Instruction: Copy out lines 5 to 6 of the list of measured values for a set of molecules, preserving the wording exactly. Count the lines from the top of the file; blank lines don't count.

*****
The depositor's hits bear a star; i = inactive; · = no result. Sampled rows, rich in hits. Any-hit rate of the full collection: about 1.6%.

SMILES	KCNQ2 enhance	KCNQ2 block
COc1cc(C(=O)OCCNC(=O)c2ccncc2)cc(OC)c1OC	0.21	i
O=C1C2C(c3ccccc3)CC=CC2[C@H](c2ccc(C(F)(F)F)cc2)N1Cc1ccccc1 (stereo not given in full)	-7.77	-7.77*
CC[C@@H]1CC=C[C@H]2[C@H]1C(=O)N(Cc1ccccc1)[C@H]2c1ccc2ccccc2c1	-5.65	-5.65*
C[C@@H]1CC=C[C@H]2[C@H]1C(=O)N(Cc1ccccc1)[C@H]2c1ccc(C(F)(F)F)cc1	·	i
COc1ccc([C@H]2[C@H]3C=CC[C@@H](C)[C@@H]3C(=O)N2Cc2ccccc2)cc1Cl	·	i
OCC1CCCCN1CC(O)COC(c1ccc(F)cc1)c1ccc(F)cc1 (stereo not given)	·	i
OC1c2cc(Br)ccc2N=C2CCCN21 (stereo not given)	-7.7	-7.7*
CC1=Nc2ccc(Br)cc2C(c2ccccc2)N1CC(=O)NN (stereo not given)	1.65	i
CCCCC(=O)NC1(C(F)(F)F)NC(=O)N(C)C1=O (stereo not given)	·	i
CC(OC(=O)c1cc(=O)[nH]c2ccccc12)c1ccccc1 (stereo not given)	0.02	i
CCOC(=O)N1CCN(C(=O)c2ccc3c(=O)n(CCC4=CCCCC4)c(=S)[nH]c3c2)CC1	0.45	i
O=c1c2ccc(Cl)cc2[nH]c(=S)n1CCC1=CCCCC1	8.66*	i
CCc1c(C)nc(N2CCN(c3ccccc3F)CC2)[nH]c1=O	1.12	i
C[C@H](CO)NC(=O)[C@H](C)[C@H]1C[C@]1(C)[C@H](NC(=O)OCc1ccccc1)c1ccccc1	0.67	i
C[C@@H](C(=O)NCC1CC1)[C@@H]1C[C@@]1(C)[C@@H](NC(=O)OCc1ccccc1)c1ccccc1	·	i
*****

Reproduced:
CC[C@@H]1CC=C[C@H]2[C@H]1C(=O)N(Cc1ccccc1)[C@H]2c1ccc2ccccc2c1	-5.65	-5.65*
C[C@@H]1CC=C[C@H]2[C@H]1C(=O)N(Cc1ccccc1)[C@H]2c1ccc(C(F)(F)F)cc1	·	i